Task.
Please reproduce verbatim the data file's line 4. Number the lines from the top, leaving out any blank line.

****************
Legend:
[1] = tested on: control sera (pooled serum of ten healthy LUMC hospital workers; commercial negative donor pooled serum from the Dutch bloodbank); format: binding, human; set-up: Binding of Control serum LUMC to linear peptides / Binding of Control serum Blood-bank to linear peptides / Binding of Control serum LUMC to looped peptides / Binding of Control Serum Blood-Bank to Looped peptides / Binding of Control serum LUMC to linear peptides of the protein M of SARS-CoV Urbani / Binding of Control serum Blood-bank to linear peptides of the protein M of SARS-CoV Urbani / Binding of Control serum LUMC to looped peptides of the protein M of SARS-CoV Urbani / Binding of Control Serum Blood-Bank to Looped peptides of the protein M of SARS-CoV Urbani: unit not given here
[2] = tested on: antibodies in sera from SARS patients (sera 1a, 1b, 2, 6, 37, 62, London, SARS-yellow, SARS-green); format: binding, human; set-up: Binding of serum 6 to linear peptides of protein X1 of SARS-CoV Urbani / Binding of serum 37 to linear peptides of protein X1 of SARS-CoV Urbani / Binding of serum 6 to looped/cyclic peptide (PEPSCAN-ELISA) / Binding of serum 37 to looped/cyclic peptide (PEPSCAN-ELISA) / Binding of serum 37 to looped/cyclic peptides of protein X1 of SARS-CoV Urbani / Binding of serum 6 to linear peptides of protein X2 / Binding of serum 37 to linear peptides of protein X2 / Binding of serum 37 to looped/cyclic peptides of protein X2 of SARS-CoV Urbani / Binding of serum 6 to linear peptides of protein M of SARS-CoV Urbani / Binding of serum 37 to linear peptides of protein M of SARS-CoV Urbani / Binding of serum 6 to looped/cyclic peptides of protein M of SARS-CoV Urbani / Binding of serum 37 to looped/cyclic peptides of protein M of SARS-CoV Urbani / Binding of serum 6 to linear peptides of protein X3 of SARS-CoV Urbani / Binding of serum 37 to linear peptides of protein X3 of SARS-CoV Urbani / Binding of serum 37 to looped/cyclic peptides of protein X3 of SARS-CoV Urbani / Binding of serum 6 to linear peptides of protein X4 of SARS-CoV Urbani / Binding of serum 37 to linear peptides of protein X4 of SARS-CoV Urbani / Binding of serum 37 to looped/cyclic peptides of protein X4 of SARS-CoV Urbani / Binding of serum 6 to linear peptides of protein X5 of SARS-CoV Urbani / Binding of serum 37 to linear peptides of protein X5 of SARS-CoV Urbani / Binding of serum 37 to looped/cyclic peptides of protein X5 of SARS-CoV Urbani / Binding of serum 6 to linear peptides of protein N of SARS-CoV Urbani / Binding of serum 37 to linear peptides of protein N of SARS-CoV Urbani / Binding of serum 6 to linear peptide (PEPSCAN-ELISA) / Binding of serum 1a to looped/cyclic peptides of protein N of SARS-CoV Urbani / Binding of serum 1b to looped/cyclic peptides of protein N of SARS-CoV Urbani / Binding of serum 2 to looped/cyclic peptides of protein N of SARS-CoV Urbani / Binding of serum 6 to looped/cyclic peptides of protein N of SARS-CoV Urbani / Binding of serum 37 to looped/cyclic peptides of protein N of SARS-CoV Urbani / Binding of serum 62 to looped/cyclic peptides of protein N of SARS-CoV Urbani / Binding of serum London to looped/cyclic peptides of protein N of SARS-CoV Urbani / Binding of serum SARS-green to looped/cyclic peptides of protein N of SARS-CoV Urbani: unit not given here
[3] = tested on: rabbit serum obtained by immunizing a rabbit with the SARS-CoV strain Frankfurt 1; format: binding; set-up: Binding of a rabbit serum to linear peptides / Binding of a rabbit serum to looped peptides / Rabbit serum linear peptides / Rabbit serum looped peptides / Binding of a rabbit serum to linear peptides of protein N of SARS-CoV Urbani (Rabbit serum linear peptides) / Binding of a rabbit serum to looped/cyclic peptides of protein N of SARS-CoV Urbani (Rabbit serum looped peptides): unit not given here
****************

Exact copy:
[3] = tested on: rabbit serum obtained by immunizing a rabbit with the SARS-CoV strain Frankfurt 1; format: binding; set-up: Binding of a rabbit serum to linear peptides / Binding of a rabbit serum to looped peptides / Rabbit serum linear peptides / Rabbit serum looped peptides / Binding of a rabbit serum to linear peptides of protein N of SARS-CoV Urbani (Rabbit serum linear peptides) / Binding of a rabbit serum to looped/cyclic peptides of protein N of SARS-CoV Urbani (Rabbit serum looped peptides): unit not given here